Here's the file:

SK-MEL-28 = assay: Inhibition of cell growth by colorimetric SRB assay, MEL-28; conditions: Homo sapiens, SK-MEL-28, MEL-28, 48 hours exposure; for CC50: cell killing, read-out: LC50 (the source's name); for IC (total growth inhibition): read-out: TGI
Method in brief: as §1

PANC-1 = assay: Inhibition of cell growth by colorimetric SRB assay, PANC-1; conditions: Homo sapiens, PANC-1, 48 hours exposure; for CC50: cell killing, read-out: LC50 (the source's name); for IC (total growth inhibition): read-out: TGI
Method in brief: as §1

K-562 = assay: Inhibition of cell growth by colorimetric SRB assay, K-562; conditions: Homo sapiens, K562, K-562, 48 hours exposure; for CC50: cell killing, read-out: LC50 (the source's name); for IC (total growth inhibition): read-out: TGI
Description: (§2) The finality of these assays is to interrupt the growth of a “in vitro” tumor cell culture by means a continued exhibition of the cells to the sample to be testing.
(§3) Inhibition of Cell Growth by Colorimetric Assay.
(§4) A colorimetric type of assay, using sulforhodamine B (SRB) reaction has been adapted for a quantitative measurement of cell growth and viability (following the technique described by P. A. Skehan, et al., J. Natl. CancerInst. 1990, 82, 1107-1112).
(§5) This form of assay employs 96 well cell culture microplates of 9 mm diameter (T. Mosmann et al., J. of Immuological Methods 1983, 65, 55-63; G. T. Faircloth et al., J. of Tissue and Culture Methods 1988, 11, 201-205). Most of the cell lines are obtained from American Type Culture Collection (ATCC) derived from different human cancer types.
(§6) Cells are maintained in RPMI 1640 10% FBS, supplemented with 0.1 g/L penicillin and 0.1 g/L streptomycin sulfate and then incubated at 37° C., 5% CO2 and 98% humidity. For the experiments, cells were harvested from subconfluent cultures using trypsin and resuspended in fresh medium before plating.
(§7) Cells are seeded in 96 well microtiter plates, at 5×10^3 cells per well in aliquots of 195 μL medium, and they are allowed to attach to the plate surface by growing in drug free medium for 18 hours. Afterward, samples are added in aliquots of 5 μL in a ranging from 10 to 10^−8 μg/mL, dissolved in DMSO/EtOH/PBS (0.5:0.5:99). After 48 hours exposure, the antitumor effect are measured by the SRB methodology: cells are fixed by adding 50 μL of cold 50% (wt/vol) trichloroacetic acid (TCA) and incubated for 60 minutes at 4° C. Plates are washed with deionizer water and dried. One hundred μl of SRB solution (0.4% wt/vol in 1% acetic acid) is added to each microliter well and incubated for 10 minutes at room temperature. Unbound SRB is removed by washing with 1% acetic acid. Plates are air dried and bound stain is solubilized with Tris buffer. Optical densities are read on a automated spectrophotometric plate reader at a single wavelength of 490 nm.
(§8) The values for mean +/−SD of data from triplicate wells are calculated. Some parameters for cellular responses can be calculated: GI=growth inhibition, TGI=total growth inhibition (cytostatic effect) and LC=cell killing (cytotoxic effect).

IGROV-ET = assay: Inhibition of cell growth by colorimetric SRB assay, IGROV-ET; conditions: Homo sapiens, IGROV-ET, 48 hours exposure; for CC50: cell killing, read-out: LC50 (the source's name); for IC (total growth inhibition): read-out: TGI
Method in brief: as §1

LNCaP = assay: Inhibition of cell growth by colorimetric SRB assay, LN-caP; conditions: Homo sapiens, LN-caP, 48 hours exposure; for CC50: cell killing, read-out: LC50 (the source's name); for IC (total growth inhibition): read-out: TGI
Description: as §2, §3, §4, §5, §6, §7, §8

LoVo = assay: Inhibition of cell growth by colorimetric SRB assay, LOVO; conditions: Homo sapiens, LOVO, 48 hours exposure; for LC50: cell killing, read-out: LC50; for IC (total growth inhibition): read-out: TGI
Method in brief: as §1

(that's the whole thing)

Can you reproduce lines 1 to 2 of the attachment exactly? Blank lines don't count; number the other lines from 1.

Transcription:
SK-MEL-28 = assay: Inhibition of cell growth by colorimetric SRB assay, MEL-28; conditions: Homo sapiens, SK-MEL-28, MEL-28, 48 hours exposure; for CC50: cell killing, read-out: LC50 (the source's name); for IC (total growth inhibition): read-out: TGI
Method in brief: as §1